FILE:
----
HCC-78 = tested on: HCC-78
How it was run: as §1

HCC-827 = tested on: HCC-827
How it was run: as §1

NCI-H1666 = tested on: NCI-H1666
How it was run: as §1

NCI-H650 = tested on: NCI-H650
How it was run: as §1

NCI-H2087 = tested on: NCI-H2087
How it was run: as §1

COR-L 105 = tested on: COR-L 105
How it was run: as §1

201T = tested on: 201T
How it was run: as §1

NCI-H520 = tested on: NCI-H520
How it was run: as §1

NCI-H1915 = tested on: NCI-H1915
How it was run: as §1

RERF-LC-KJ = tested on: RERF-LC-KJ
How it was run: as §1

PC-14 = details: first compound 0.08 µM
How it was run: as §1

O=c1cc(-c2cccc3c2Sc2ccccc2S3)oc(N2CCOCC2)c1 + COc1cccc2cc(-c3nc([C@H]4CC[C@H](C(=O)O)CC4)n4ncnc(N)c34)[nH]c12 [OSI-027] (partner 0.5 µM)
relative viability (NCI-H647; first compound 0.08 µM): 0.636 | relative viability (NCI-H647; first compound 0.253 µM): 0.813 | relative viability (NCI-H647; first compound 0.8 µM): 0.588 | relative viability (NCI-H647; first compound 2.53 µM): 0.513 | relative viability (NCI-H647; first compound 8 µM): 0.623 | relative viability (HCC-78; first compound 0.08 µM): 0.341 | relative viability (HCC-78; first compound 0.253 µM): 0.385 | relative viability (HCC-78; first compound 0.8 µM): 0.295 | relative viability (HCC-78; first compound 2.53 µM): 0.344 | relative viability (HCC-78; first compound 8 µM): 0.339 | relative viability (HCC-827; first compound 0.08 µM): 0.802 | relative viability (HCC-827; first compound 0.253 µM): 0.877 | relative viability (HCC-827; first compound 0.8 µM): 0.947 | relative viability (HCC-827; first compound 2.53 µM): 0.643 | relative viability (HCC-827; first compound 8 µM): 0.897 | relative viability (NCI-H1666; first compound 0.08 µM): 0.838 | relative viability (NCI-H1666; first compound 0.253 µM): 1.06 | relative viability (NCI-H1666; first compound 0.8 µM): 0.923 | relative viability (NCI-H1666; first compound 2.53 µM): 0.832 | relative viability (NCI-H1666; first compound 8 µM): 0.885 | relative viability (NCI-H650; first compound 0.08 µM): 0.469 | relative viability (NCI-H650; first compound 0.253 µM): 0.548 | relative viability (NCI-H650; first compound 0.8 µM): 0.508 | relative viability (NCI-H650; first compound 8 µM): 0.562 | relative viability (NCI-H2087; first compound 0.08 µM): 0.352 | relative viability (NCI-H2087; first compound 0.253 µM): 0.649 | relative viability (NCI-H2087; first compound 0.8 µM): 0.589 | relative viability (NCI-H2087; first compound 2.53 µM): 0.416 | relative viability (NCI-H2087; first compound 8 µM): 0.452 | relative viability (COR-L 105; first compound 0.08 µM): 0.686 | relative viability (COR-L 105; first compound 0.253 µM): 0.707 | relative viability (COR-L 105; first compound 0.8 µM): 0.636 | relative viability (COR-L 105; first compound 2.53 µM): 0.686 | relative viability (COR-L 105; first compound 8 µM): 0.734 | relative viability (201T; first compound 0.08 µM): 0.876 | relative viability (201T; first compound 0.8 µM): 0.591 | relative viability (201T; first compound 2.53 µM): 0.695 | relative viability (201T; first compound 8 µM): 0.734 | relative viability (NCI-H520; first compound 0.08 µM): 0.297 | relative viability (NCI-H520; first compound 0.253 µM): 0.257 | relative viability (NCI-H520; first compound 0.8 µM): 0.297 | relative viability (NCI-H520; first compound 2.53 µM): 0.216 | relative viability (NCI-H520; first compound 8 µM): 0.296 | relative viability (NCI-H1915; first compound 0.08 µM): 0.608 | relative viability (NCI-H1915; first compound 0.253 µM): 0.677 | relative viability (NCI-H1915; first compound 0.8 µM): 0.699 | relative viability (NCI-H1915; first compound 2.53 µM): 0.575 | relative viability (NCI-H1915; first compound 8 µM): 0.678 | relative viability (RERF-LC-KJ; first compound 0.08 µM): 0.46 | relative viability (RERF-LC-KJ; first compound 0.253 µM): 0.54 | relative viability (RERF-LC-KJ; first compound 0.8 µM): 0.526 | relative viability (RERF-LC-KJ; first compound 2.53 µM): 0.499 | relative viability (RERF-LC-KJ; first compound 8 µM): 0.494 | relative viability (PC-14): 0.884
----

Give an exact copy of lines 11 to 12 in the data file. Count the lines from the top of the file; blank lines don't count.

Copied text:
COR-L 105 = tested on: COR-L 105
How it was run: as §1